In continuation from my last post “do great startups solve a problem”, I’ve got another pressing question, which seems to perplex me, but seems to be required by just about every VC/startup I have ever interacted with.
Having looked at some really good startups (my criteria for a good startup is quite simple…its big, people know its name, and it makes money), rediff, naukri, google, facebook, twitter (not sure on this one), orkut, netscape, aol, skype (exception), ebay, alibaba, lycos, monster I could go on, but you get the point, I cant see many if any that had teams which had delivered before. Of course I have not done a in depth study, but I don’t think the founders etc in many of these companies had delivered similar size companies before, or after. So my question is why do VC’s again insist in experience teams, even if you have a look down the ranks in these teams, especially in the early formative years, there were not many grey hairs on the board/management teams.
Of course I maybe proved wrong here, and I guess that would make me sleep better at night, but surely alot of these companies succeeded because they took what was out there and did it differently, rather than just going with the flow. They broke the mould, they changed the way the company operated.
I will take a personal example here, several times I have come up against “old skool (showing how hip I am here :-))” teams who say we should
a) market like this — buy TV ad space, do banner ads blah blah blah, i.e the ibibo way, and it does not work
b) we should run HR like a normal hierarchy
etc etc, you get the picture, but the companies who succeeded wrote there own management tools, there own MIS software, and kludged it all the way they wanted and the way it worked, and I believe its because of that they succeeded, rather than following Management 101. Admittedly in some areas grey hairs are good (finance) and as a company grows, more grey hairs are needed, but by then the company is in a operational state (rather than a growing state), where chaos is king.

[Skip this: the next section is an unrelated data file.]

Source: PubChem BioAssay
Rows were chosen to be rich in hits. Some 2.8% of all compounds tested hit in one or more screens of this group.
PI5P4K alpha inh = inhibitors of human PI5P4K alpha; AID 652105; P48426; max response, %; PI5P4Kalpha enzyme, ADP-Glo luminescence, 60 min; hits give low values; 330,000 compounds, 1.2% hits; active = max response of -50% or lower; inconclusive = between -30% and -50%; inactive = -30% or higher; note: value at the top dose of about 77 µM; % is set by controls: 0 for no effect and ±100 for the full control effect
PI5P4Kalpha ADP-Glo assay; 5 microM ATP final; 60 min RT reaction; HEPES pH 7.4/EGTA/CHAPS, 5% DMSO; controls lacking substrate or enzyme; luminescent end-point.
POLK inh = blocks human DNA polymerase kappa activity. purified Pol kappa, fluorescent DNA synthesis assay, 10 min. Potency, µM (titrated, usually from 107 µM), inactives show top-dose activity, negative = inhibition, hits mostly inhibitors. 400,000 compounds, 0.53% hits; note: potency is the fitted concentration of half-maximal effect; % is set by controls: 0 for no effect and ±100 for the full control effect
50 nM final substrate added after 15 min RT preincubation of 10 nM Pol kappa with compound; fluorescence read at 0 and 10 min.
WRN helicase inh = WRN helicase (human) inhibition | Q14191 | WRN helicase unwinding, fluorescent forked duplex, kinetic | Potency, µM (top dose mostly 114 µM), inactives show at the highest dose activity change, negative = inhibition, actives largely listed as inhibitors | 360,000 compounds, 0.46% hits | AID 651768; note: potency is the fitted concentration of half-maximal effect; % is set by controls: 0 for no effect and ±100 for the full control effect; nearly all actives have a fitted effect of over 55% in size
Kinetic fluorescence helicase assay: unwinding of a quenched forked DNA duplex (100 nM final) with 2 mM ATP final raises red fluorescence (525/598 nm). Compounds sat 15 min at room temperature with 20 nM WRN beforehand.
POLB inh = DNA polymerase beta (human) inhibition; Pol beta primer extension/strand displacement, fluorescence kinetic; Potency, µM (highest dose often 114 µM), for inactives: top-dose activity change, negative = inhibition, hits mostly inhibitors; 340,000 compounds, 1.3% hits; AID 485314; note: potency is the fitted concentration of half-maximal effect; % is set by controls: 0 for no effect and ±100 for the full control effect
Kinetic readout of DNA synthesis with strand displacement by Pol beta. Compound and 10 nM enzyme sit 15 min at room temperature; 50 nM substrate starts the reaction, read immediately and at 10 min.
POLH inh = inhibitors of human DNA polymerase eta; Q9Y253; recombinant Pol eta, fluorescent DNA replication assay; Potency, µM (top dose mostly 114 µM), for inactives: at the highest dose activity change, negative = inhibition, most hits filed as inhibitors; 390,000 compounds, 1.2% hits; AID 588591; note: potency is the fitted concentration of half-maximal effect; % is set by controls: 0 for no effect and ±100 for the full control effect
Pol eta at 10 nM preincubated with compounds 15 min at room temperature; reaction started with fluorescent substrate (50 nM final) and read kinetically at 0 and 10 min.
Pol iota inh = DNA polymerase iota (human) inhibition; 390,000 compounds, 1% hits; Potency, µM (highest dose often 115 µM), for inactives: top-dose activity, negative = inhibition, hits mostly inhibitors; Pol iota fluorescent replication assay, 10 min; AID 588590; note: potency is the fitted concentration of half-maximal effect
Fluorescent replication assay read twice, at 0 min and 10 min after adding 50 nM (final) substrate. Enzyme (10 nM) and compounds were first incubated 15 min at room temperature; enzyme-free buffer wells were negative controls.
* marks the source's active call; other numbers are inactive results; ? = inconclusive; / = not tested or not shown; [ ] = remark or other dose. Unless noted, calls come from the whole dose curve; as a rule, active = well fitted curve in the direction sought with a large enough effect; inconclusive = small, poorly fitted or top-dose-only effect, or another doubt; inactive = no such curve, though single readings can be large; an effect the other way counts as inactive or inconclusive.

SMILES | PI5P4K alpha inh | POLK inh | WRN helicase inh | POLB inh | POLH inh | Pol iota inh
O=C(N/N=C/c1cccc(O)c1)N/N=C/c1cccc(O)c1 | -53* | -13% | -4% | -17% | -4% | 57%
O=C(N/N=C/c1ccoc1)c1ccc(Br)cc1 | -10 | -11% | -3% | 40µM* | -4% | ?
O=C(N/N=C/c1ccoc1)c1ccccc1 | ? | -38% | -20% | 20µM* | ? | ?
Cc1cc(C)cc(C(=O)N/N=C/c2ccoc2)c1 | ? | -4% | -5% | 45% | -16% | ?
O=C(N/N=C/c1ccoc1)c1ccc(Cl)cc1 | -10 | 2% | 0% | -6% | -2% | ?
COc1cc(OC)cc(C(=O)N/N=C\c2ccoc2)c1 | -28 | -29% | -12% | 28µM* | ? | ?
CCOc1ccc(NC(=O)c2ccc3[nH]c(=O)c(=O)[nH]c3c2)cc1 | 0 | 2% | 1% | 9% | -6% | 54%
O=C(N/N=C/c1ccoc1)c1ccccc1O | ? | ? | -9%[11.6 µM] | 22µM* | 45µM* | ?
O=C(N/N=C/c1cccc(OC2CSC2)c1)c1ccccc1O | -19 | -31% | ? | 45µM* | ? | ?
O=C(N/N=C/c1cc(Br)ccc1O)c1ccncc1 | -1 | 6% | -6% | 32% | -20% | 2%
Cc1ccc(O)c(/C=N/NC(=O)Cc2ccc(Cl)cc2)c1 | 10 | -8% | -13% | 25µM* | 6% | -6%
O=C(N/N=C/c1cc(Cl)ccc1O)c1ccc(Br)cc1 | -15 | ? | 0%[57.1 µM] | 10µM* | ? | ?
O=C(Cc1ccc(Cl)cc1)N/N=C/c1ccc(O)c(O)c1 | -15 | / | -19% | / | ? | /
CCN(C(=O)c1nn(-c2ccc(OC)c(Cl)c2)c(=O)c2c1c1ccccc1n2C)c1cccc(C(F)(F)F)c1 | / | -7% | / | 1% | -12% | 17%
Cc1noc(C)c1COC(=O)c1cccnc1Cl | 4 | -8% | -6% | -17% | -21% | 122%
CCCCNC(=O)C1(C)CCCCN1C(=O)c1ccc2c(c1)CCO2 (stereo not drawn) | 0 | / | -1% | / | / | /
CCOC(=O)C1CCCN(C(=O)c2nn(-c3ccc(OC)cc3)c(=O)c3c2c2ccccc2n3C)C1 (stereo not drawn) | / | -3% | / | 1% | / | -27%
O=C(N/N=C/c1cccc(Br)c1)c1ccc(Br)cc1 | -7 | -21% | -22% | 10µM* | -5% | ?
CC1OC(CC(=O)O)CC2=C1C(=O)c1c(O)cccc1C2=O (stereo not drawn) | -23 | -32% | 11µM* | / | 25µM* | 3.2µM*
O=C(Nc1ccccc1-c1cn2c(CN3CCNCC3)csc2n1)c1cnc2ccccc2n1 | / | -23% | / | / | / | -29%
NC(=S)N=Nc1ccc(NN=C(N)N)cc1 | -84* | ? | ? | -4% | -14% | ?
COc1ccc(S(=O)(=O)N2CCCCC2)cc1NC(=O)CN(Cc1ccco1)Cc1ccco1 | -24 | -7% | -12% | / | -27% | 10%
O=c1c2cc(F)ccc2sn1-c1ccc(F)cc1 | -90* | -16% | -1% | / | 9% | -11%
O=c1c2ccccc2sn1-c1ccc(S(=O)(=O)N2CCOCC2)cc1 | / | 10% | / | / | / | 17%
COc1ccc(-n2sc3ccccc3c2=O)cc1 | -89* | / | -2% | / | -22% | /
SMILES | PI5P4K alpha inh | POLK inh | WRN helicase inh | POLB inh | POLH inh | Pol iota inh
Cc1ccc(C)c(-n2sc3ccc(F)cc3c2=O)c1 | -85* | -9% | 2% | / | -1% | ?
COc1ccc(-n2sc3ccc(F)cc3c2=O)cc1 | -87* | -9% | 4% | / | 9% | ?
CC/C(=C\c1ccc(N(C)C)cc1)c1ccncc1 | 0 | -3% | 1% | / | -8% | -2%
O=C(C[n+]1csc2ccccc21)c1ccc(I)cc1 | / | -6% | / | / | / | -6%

Again might be wrong, but when facebook was exploding, it was the lack of experience which took them there, when Myspace was hip and cool, and everyone wanted to be on it, it was the chaos, which made it funky.
Again question targetted at VC’s of the companies they have backed, early on, with experienced management/founders how many are household names, i.e how many past CEO’s have done it again?
Iqbal (aka feelin_tired)
P.S On a personal note, guys I have had my Inbox filled with requests for startup help/mentoring etc etc, and although I am once again free (I have moved on from Nivio, since it is no longer a startup but in a operational stage, with sales, and partners all in place…hence job done), I can only do so many pro-bono things, simply because I do not have the resources (time, money, energy). So unless a VC wants to pay me to do this, or someone would like to donate Dominoes pizzas to me, I’m a little stuck, will always help when I can, but please realise it will be “as and when I can”…..currently working/looking for the next big thing, so if you find it before I do, let me know 🙂
- Building a startup in 30 mins (well 41ish) – Iqbal Gandham - December 3, 2009
- Should Facebook and Twitter bother to make money? (Iqbal Gandham) - February 17, 2009
- How we got Nivio to Davos (WEF)…and won - February 5, 2009
execution without experience? learn from Barack and his friends 🙂
Experience is a double-edged sword. Many VC’s look for experience in the management team to:
1. Hedge their bets
2. If he finds it good then it must have some value
Both can be proven wrong on many occasions but then it is a probability game.
However looking for gray hairs will fail angel investors looking to invest in the next Google of Facebook.
Merit of the idea can and should supersede the need of gray hair IMHO.
VCs often want to play safe even they are in venture business, for some good startups you mentioned, Twitter team had experience with Blogger, Salesfore with Oracle … for young talent team, VCs still want to put mentors into: Eric to Google, Marc to Facebook …